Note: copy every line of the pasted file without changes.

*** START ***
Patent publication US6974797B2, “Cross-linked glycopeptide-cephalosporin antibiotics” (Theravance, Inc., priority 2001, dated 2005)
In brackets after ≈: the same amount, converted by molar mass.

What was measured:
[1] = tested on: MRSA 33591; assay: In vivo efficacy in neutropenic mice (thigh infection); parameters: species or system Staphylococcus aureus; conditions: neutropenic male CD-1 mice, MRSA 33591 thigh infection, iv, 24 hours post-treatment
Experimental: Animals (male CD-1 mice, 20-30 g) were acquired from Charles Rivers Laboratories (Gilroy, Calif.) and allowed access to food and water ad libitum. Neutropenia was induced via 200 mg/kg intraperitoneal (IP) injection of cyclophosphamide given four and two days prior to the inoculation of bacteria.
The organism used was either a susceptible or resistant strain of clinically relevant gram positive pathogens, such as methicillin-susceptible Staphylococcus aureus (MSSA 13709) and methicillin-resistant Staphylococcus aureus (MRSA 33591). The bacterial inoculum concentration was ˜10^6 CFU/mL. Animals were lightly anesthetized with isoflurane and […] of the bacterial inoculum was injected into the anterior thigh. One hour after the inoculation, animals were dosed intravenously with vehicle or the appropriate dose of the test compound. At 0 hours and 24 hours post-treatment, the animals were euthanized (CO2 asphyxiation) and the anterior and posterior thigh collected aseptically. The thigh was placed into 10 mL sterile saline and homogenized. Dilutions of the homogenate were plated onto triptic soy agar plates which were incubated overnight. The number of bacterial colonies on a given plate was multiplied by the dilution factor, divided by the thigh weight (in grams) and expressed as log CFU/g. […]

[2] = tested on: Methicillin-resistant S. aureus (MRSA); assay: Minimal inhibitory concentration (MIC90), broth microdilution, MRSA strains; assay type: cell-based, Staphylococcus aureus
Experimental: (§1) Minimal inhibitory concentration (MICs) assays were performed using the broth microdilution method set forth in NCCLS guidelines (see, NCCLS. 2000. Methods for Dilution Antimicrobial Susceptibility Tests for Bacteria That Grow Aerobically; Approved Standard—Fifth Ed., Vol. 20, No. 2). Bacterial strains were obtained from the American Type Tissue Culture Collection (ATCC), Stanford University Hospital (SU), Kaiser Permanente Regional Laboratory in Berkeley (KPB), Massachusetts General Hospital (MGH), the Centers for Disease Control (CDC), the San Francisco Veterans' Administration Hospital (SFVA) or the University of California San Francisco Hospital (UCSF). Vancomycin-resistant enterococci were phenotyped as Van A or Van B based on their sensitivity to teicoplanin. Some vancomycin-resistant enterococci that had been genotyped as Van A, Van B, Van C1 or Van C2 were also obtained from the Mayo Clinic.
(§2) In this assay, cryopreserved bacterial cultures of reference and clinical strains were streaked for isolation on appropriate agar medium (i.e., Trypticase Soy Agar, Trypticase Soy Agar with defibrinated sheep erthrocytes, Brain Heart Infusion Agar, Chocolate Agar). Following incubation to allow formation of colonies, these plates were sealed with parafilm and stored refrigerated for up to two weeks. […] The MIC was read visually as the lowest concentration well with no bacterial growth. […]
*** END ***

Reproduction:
Patent publication US6974797B2, “Cross-linked glycopeptide-cephalosporin antibiotics” (Theravance, Inc., priority 2001, dated 2005)
In brackets after ≈: the same amount, converted by molar mass.

What was measured:
[1] = tested on: MRSA 33591; assay: In vivo efficacy in neutropenic mice (thigh infection); parameters: species or system Staphylococcus aureus; conditions: neutropenic male CD-1 mice, MRSA 33591 thigh infection, iv, 24 hours post-treatment
Experimental: Animals (male CD-1 mice, 20-30 g) were acquired from Charles Rivers Laboratories (Gilroy, Calif.) and allowed access to food and water ad libitum. Neutropenia was induced via 200 mg/kg intraperitoneal (IP) injection of cyclophosphamide given four and two days prior to the inoculation of bacteria.
The organism used was either a susceptible or resistant strain of clinically relevant gram positive pathogens, such as methicillin-susceptible Staphylococcus aureus (MSSA 13709) and methicillin-resistant Staphylococcus aureus (MRSA 33591). The bacterial inoculum concentration was ˜10^6 CFU/mL. Animals were lightly anesthetized with isoflurane and […] of the bacterial inoculum was injected into the anterior thigh. One hour after the inoculation, animals were dosed intravenously with vehicle or the appropriate dose of the test compound. At 0 hours and 24 hours post-treatment, the animals were euthanized (CO2 asphyxiation) and the anterior and posterior thigh collected aseptically. The thigh was placed into 10 mL sterile saline and homogenized. Dilutions of the homogenate were plated onto triptic soy agar plates which were incubated overnight. The number of bacterial colonies on a given plate was multiplied by the dilution factor, divided by the thigh weight (in grams) and expressed as log CFU/g. […]

[2] = tested on: Methicillin-resistant S. aureus (MRSA); assay: Minimal inhibitory concentration (MIC90), broth microdilution, MRSA strains; assay type: cell-based, Staphylococcus aureus
Experimental: (§1) Minimal inhibitory concentration (MICs) assays were performed using the broth microdilution method set forth in NCCLS guidelines (see, NCCLS. 2000. Methods for Dilution Antimicrobial Susceptibility Tests for Bacteria That Grow Aerobically; Approved Standard—Fifth Ed., Vol. 20, No. 2). Bacterial strains were obtained from the American Type Tissue Culture Collection (ATCC), Stanford University Hospital (SU), Kaiser Permanente Regional Laboratory in Berkeley (KPB), Massachusetts General Hospital (MGH), the Centers for Disease Control (CDC), the San Francisco Veterans' Administration Hospital (SFVA) or the University of California San Francisco Hospital (UCSF). Vancomycin-resistant enterococci were phenotyped as Van A or Van B based on their sensitivity to teicoplanin. Some vancomycin-resistant enterococci that had been genotyped as Van A, Van B, Van C1 or Van C2 were also obtained from the Mayo Clinic.
(§2) In this assay, cryopreserved bacterial cultures of reference and clinical strains were streaked for isolation on appropriate agar medium (i.e., Trypticase Soy Agar, Trypticase Soy Agar with defibrinated sheep erthrocytes, Brain Heart Infusion Agar, Chocolate Agar). Following incubation to allow formation of colonies, these plates were sealed with parafilm and stored refrigerated for up to two weeks. […] The MIC was read visually as the lowest concentration well with no bacterial growth. […]